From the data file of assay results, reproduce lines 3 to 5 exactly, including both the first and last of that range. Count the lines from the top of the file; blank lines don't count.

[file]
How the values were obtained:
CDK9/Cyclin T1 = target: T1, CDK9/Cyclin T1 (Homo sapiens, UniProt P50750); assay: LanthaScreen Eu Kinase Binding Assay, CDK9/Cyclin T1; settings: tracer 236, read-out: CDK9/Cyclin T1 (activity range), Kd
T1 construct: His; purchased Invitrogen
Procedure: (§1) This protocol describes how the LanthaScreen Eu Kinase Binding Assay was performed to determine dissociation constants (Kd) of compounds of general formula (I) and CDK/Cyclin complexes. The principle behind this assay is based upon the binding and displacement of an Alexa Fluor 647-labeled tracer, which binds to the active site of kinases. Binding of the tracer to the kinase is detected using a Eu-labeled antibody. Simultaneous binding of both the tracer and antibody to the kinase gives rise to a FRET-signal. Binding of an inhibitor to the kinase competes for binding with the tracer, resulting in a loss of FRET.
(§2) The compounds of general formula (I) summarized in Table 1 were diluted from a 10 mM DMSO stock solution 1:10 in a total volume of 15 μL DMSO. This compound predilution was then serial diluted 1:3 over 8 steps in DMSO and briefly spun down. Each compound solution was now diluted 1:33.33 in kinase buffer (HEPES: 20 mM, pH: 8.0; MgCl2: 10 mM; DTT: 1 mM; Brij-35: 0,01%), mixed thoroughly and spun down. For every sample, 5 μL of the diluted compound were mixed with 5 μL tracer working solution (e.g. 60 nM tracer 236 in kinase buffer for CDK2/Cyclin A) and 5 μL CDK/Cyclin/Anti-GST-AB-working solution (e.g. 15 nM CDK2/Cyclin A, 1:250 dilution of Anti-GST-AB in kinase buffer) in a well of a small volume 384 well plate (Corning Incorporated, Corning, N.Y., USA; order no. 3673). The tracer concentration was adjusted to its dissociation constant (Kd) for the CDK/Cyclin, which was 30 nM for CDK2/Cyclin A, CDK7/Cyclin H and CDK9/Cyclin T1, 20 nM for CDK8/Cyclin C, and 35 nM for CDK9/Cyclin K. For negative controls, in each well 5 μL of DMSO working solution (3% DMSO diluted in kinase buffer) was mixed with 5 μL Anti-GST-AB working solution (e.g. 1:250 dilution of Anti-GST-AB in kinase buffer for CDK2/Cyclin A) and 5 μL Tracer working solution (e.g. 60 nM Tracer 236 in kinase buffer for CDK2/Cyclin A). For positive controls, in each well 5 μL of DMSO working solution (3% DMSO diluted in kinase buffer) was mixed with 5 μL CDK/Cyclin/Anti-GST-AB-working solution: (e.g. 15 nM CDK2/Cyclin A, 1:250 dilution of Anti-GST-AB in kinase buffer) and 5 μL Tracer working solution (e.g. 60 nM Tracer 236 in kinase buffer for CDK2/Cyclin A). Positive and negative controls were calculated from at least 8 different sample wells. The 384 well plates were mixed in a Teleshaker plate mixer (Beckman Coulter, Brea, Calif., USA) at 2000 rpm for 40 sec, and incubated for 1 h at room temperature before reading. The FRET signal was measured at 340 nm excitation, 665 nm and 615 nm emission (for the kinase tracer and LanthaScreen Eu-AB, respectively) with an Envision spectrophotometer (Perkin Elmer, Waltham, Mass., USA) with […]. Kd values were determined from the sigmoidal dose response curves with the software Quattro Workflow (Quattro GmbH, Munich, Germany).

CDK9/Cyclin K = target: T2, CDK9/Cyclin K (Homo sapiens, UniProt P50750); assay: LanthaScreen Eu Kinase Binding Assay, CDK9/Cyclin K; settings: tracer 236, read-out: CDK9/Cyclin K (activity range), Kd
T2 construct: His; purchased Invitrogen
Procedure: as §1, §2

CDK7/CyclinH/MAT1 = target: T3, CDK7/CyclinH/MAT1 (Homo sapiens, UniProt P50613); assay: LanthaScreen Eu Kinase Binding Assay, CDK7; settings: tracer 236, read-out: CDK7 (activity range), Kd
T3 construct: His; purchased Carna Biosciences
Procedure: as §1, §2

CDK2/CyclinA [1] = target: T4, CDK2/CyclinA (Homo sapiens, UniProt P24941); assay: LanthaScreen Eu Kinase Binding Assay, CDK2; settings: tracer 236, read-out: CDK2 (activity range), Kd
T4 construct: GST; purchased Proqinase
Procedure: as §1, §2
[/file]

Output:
T1 construct: His; purchased Invitrogen
Procedure: (§1) This protocol describes how the LanthaScreen Eu Kinase Binding Assay was performed to determine dissociation constants (Kd) of compounds of general formula (I) and CDK/Cyclin complexes. The principle behind this assay is based upon the binding and displacement of an Alexa Fluor 647-labeled tracer, which binds to the active site of kinases. Binding of the tracer to the kinase is detected using a Eu-labeled antibody. Simultaneous binding of both the tracer and antibody to the kinase gives rise to a FRET-signal. Binding of an inhibitor to the kinase competes for binding with the tracer, resulting in a loss of FRET.
(§2) The compounds of general formula (I) summarized in Table 1 were diluted from a 10 mM DMSO stock solution 1:10 in a total volume of 15 μL DMSO. This compound predilution was then serial diluted 1:3 over 8 steps in DMSO and briefly spun down. Each compound solution was now diluted 1:33.33 in kinase buffer (HEPES: 20 mM, pH: 8.0; MgCl2: 10 mM; DTT: 1 mM; Brij-35: 0,01%), mixed thoroughly and spun down. For every sample, 5 μL of the diluted compound were mixed with 5 μL tracer working solution (e.g. 60 nM tracer 236 in kinase buffer for CDK2/Cyclin A) and 5 μL CDK/Cyclin/Anti-GST-AB-working solution (e.g. 15 nM CDK2/Cyclin A, 1:250 dilution of Anti-GST-AB in kinase buffer) in a well of a small volume 384 well plate (Corning Incorporated, Corning, N.Y., USA; order no. 3673). The tracer concentration was adjusted to its dissociation constant (Kd) for the CDK/Cyclin, which was 30 nM for CDK2/Cyclin A, CDK7/Cyclin H and CDK9/Cyclin T1, 20 nM for CDK8/Cyclin C, and 35 nM for CDK9/Cyclin K. For negative controls, in each well 5 μL of DMSO working solution (3% DMSO diluted in kinase buffer) was mixed with 5 μL Anti-GST-AB working solution (e.g. 1:250 dilution of Anti-GST-AB in kinase buffer for CDK2/Cyclin A) and 5 μL Tracer working solution (e.g. 60 nM Tracer 236 in kinase buffer for CDK2/Cyclin A). For positive controls, in each well 5 μL of DMSO working solution (3% DMSO diluted in kinase buffer) was mixed with 5 μL CDK/Cyclin/Anti-GST-AB-working solution: (e.g. 15 nM CDK2/Cyclin A, 1:250 dilution of Anti-GST-AB in kinase buffer) and 5 μL Tracer working solution (e.g. 60 nM Tracer 236 in kinase buffer for CDK2/Cyclin A). Positive and negative controls were calculated from at least 8 different sample wells. The 384 well plates were mixed in a Teleshaker plate mixer (Beckman Coulter, Brea, Calif., USA) at 2000 rpm for 40 sec, and incubated for 1 h at room temperature before reading. The FRET signal was measured at 340 nm excitation, 665 nm and 615 nm emission (for the kinase tracer and LanthaScreen Eu-AB, respectively) with an Envision spectrophotometer (Perkin Elmer, Waltham, Mass., USA) with […]. Kd values were determined from the sigmoidal dose response curves with the software Quattro Workflow (Quattro GmbH, Munich, Germany).